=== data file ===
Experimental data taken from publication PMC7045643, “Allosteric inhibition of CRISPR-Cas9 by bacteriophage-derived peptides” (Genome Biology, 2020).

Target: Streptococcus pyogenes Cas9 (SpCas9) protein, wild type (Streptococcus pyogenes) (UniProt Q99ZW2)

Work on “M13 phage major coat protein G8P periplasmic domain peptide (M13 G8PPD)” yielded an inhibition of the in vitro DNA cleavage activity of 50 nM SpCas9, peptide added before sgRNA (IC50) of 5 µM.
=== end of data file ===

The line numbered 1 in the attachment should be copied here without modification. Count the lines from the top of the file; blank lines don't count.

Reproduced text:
Experimental data taken from publication PMC7045643, “Allosteric inhibition of CRISPR-Cas9 by bacteriophage-derived peptides” (Genome Biology, 2020).